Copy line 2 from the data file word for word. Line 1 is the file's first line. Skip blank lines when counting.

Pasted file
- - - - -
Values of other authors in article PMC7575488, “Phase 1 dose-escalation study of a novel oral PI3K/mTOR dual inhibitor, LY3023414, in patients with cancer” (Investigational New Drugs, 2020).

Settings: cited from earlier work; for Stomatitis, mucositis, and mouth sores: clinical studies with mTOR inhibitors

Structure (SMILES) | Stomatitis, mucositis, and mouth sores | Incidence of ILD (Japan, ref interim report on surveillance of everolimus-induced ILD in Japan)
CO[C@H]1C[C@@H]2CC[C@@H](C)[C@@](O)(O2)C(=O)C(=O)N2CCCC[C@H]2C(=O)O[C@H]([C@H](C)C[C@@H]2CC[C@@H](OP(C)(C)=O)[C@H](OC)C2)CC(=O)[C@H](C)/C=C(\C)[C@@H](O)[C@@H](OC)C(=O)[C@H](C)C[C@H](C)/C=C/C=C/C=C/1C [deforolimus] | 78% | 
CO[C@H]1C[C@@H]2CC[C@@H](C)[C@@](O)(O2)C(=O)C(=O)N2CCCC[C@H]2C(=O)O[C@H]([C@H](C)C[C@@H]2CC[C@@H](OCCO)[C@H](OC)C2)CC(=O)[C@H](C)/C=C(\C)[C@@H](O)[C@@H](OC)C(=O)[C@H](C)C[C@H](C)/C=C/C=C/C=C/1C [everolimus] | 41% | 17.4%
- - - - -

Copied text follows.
Settings: cited from earlier work; for Stomatitis, mucositis, and mouth sores: clinical studies with mTOR inhibitors